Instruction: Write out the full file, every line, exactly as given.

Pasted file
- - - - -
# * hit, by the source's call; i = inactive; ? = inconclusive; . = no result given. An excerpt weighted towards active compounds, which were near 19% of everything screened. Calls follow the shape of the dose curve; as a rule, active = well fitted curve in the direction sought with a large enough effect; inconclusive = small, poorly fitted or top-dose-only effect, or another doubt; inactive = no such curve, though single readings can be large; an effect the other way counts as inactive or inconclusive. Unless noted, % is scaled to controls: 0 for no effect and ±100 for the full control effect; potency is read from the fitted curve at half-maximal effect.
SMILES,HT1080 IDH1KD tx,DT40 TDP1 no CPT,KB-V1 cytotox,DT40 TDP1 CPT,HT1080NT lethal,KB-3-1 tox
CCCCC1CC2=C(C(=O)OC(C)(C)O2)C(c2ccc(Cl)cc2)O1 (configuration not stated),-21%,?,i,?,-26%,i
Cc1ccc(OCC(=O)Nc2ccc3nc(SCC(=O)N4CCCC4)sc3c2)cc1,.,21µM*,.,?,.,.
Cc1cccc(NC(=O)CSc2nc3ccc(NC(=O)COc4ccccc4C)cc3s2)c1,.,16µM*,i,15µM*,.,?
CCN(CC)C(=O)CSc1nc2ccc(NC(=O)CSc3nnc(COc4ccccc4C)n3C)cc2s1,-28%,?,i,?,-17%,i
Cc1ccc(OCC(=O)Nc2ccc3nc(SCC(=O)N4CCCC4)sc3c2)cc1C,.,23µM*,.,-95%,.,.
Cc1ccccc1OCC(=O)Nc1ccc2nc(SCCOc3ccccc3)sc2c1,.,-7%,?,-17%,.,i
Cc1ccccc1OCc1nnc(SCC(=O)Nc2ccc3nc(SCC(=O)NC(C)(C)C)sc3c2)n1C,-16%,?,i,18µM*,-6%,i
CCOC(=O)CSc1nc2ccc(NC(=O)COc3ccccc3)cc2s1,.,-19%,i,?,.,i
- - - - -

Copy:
# * hit, by the source's call; i = inactive; ? = inconclusive; . = no result given. An excerpt weighted towards active compounds, which were near 19% of everything screened. Calls follow the shape of the dose curve; as a rule, active = well fitted curve in the direction sought with a large enough effect; inconclusive = small, poorly fitted or top-dose-only effect, or another doubt; inactive = no such curve, though single readings can be large; an effect the other way counts as inactive or inconclusive. Unless noted, % is scaled to controls: 0 for no effect and ±100 for the full control effect; potency is read from the fitted curve at half-maximal effect.
SMILES,HT1080 IDH1KD tx,DT40 TDP1 no CPT,KB-V1 cytotox,DT40 TDP1 CPT,HT1080NT lethal,KB-3-1 tox
CCCCC1CC2=C(C(=O)OC(C)(C)O2)C(c2ccc(Cl)cc2)O1 (configuration not stated),-21%,?,i,?,-26%,i
Cc1ccc(OCC(=O)Nc2ccc3nc(SCC(=O)N4CCCC4)sc3c2)cc1,.,21µM*,.,?,.,.
Cc1cccc(NC(=O)CSc2nc3ccc(NC(=O)COc4ccccc4C)cc3s2)c1,.,16µM*,i,15µM*,.,?
CCN(CC)C(=O)CSc1nc2ccc(NC(=O)CSc3nnc(COc4ccccc4C)n3C)cc2s1,-28%,?,i,?,-17%,i
Cc1ccc(OCC(=O)Nc2ccc3nc(SCC(=O)N4CCCC4)sc3c2)cc1C,.,23µM*,.,-95%,.,.
Cc1ccccc1OCC(=O)Nc1ccc2nc(SCCOc3ccccc3)sc2c1,.,-7%,?,-17%,.,i
Cc1ccccc1OCc1nnc(SCC(=O)Nc2ccc3nc(SCC(=O)NC(C)(C)C)sc3c2)n1C,-16%,?,i,18µM*,-6%,i
CCOC(=O)CSc1nc2ccc(NC(=O)COc3ccccc3)cc2s1,.,-19%,i,?,.,i